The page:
The past eighteen months have seen the volunteering community world over change its modus operandi. We rewrote the rudiments of community service and created new SOPs for volunteering. We adapted to the online format and saw some inspiring work that took place for Covid response and relief. As things got safer, we dabbled with the hybrid form before taking slowly restoring face-to-face volunteering (for essential volunteering). However, virtual volunteering is still the mainstay of community engagement, with some tactile measures to enhance impact.

While we have spoken in the past about online volunteers, how about looking at the other end of the baton, the online NGOs. In the present volunteering landscape, the NGO experience is completely virtual for almost 95% of the volunteers. There is still a silent fear of the virus, especially among new volunteers. Moreover, as professionals of the developmental sector, we are aware of how vulnerable our partner NGOs are and try and keep them safe from more external exposure. Hence, the NGO experience is remote, both physically and metaphorically.

Revisiting erstwhile face-to-face volunteering, the first thing I miss is the way it artlessly prepared you for the session. It engendered a natural sensitization to the NGO where you were going to volunteer, without a word. It started when you planned how long it would take to reach the NGO (sometimes close to an hour) and the travel prepared you for their distant existence. Once there, as you walked carefully down a narrow, uneven gully and entered an almost forgotten, humble shelter or school, reality hit you fair and square. As you continued to the venue, the peeling walls revealed untold stories and the shrinking rooms belied the needs of the residents. As the elders looked at you with tired eyes or the children greeted you with shy smiles, you mentally promised them that you would help them for as long as you could. You showed compassion easily. In short, before you started your volunteering session, you knew how much you were needed. That was your starting point. By the time you completed your session, you had experienced your moment of truth, knowing if you had delivered well or needed to make some improvisations. That was the regular, sweet and sweaty NGO engagement.

Contrast that to today’s online format where you sit in an ambient room , cool and unruffled in front of your digital screen. You wait for the NGO beneficiaries to settle in front of their screen as you wait to start volunteering. Your facilitator provides the content (in most cases), you briefly greet the beneficiaries and start engaging. It’s a bit chaotic to begin with, but eventually smoothens into an uninterrupted (in most cases) session. The beneficiaries are decorous and responsive, and you feel happy by the end of the session. You see the joy in the smiles of the people on the other side of the screen and you feel fulfilled. With every session, you steep into it a bit more. With the new tools of volunteering, you achieve the desired outcome and it is indeed fulfilling.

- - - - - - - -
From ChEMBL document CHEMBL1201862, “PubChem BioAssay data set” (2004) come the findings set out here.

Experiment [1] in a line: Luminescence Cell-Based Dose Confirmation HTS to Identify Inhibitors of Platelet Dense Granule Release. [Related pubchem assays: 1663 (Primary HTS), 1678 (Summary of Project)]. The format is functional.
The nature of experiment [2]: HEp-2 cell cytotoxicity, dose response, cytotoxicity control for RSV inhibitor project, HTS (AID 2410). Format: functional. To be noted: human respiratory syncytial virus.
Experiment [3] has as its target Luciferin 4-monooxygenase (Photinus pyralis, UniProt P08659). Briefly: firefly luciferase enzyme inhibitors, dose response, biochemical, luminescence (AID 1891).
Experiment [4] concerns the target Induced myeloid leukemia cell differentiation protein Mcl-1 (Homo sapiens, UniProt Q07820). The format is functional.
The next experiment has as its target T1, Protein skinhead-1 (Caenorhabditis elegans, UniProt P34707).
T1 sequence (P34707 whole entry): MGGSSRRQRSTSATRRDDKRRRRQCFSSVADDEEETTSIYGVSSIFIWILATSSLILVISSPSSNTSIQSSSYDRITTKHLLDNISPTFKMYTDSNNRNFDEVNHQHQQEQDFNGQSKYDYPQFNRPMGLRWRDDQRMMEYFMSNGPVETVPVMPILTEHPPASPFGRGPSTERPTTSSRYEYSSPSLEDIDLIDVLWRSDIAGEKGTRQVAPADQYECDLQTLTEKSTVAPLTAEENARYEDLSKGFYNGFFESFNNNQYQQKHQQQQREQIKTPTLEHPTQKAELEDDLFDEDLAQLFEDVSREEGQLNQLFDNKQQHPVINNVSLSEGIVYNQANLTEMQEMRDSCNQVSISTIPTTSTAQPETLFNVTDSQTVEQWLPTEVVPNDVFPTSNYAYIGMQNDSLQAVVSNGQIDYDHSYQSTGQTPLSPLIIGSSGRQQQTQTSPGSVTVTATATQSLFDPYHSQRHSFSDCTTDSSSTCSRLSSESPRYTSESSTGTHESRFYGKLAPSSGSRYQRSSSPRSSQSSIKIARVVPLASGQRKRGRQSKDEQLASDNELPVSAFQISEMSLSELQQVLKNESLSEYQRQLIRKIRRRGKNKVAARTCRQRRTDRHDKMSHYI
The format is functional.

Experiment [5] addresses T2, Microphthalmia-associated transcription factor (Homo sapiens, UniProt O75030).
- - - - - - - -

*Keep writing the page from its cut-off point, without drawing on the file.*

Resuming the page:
However, what you miss is what a returning volunteer would call, the real NGO experience. While what we are doing online is important, continues to help our NGO partners and their beneficiaries, it is equally important to start creating safe in-person volunteering opportunities soon, with safety protocol in place.
• We all need to be vaccinated, sessions should be in covered yet open spaces, everyone should be well-masked, volunteers must keep distance from the beneficiaries and so on.
• The hybrid format is the first step forward, with a core volunteer at the NGO and others online. The session is streamed and is coordinated like a physical session.
• There are also some tools that can make virtual volunteering more real – with greater connect, personal touchpoints and deeper impact in an online session. For instance, you can send students worksheets, art papers, craft material before-hand, use breakout rooms, address the beneficiaries by name, intersperse the session with fun or action and develop a personal rapport, minimizing the digital divide. It takes more than one engagement and in sustained volunteering, the connect does evolve.

So, here’s to new innovations in volunteering and to making it an essential part of our lives, in the post-covid world. May committed compassion continue to forge new online and offline paths for volunteers and seekers of doing good.

There have been many small variations to the online mode over the past months. Every NGO has a different need and our competence at the online and offline format allows us to interweave both. We have also learnt that a consistent programme can make the presence of online volunteers more palpable and the experience more real, for both the volunteers and the volunteered.